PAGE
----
What can I say? I’ve neglected to document the garden’s progress this summer. By way of comparison, you may want to see my last post on the garden in the early days of summer, way back on June 2.
You’ll see quite a difference. In fact you will not see some things from the earlier post at all. The plants are now so tall much of the garden has to be explored step by step. Now when you walk the garden, it’s an immersive process, a journey; you almost feel your way through.
Now is the time of gardening by subtraction. The diagonals and acute angles the giant Silphiums fall into are appealing in their quixotic way. They create a structural tension I find even more interesting than the flowers. But when they lean across paths and block the way, it’s time to pull them out. So these weeks of high summer, when the tall yellow Silphium, Eutrochium and Inula are peaking, weekly removals are essential.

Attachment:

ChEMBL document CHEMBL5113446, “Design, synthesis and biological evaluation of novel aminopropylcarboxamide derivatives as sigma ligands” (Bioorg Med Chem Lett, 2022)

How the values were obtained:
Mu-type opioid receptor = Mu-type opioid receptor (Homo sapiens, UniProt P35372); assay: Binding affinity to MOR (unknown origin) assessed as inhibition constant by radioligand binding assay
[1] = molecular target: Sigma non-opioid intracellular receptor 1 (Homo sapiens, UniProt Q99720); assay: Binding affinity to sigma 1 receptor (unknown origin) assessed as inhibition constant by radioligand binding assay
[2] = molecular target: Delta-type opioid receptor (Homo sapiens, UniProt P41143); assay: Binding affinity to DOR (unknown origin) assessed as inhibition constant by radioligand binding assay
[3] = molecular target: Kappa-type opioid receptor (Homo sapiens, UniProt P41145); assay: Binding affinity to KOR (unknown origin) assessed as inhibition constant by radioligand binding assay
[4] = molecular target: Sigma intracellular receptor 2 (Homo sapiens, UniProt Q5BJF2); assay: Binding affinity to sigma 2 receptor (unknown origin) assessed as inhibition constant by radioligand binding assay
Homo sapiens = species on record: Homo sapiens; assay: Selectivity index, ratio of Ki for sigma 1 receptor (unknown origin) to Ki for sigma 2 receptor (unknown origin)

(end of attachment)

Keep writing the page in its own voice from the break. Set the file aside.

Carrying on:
This is a time of blue sky days. To see out, you have to look up. The dark woods circling the garden, and the tall plants reaching upward, naturally carry your eyes to the sky. It’s almost as if the garden is a golden bowl open only at the top.
So take a wander …
Parts of the garden incorporate the forest edge, so even at high noon you find a chiaroscuro of light and dark …
… a great relief from the brilliance of the more open garden.
The forest edge encroaches in several places along the garden’s circumference. This is the largest such incursion; I call it the woodland garden … and a pleasant place it is to sit, even on hot days.